HOW DO YOUR

POLITICAL VIEWS

COMPARE?

Several decades of research indicate most people are unaware of how their political views compare to those of others. We tend to exaggerate the extremity of views of people from the other party and minimize the extremity of our own views (or those within our party).

Choose the statement that comes closer to your own views (even if neither is exactly right). Then, click "See My Results" to see how your views compare.

HOW DOES 

THIS WORK?

This quiz (and the results) are developed from an ideology measurement tool that has been administered in more than sixteen nationally representative samples by the Pew Foundation. Each of the questions above has a liberal slant and a conservative slant. By tracking patterns in which statement is closer to your own views, we assign you an overall score that ranges from very liberal to very conservative.

Political scientists have argued for decades about how to measure peoples' political ideologies, and no score is perfect. But remember that tens of thousands of Americans have taken the same quiz you just did-- and our tool reports their views. The average Democrat takes a conservative position on at least one issue, and vice versa. If you found yourself consistently agreeing with only liberal or conservative statements, then this means your views fall along the extremes of this continuum, according to this measure.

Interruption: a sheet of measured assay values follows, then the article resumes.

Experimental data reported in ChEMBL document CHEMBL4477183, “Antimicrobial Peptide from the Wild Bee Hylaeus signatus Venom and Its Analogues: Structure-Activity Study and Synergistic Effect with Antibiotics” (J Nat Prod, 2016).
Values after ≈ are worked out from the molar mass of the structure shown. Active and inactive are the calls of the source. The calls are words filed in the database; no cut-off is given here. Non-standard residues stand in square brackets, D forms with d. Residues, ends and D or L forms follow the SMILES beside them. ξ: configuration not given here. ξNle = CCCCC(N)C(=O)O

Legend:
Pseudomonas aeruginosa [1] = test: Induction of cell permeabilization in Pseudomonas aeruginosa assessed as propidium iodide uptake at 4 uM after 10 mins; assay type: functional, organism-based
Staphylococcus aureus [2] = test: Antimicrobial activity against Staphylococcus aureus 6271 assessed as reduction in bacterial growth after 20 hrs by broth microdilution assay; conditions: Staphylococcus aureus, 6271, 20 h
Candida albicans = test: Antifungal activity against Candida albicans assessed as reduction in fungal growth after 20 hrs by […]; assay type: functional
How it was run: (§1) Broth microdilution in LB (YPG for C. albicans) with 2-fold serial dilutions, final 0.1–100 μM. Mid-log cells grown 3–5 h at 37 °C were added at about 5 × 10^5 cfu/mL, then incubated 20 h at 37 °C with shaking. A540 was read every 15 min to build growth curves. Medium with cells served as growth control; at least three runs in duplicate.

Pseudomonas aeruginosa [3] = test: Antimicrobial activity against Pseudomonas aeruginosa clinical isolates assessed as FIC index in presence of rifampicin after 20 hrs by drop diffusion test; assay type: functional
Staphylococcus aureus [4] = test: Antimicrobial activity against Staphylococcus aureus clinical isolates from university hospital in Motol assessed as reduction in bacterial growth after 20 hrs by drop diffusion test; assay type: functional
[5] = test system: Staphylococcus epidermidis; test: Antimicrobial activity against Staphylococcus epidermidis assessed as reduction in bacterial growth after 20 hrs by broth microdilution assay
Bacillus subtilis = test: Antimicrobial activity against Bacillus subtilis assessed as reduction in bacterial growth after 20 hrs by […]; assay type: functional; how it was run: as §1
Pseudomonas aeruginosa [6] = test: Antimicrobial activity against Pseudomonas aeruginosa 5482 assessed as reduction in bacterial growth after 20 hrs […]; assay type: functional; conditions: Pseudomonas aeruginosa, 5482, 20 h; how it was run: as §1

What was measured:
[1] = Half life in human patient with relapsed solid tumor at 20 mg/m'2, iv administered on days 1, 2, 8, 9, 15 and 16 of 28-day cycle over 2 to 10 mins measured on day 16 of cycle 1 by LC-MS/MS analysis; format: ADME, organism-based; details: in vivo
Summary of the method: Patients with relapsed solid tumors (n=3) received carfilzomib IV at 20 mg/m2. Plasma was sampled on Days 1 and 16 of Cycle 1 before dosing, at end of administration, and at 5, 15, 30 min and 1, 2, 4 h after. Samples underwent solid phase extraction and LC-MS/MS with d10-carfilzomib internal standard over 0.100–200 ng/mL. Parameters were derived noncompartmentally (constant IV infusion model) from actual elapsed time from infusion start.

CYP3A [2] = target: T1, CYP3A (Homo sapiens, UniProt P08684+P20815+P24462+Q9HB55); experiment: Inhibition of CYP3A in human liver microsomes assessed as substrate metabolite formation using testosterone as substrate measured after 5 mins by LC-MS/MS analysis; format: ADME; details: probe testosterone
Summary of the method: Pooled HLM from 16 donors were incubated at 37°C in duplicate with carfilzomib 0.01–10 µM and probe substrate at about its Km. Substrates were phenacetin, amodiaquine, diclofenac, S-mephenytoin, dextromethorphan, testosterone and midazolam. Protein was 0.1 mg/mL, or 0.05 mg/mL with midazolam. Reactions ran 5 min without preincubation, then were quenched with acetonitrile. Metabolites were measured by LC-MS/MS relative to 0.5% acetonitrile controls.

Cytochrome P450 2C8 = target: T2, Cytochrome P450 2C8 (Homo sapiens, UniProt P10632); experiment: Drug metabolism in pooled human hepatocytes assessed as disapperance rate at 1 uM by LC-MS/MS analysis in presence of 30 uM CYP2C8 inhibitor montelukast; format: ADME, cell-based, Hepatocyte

WHAT DOES

THIS MEAN?

WHAT SHOULD

I DO NEXT?

By now, we hope you've learned a lot about yourself, and how your activity on social media and political views fit into the bigger picture of the American population. But what about everyone else? How do you know if the people you are interacting with are moderates that could be persuaded to consider your views or extremists who delight in trolling you? To learn whether you've been interacting with a political troll, check out our Troll-o-meter.

F.A.Q.s

"The quiz forced me to take positions between two statements that I did not always agree with."

There are many different ways to measure someone's political views. But many studies indicate simply asking people whether they are "liberal" or "conservative" or members of one party or the other can be deeply flawed. For example, Sunshine's research indicates that many people who describe themselves as "independents" in surveys are actually people with views that are so extreme that they feel estranged from the Republican and Democratic Parties. Also, many Democrats have some conservative views, and vice versa (see above). Therefore, many social scientists believe the best way to measure people's ideologies is to ask them questions that force them to take a position on a set of issues. Even though we understand that everyone's opinion might not be represented by these types of statements, we assume that trends in answering patterns-- with enough questions-- will allow us to make the best estimate of your political views, and how they compare to others.

"Where can I learn more?" 

 

To learn more, visit the Pew Foundation's webpage to learn about how this Ideological Consistency Scale was created.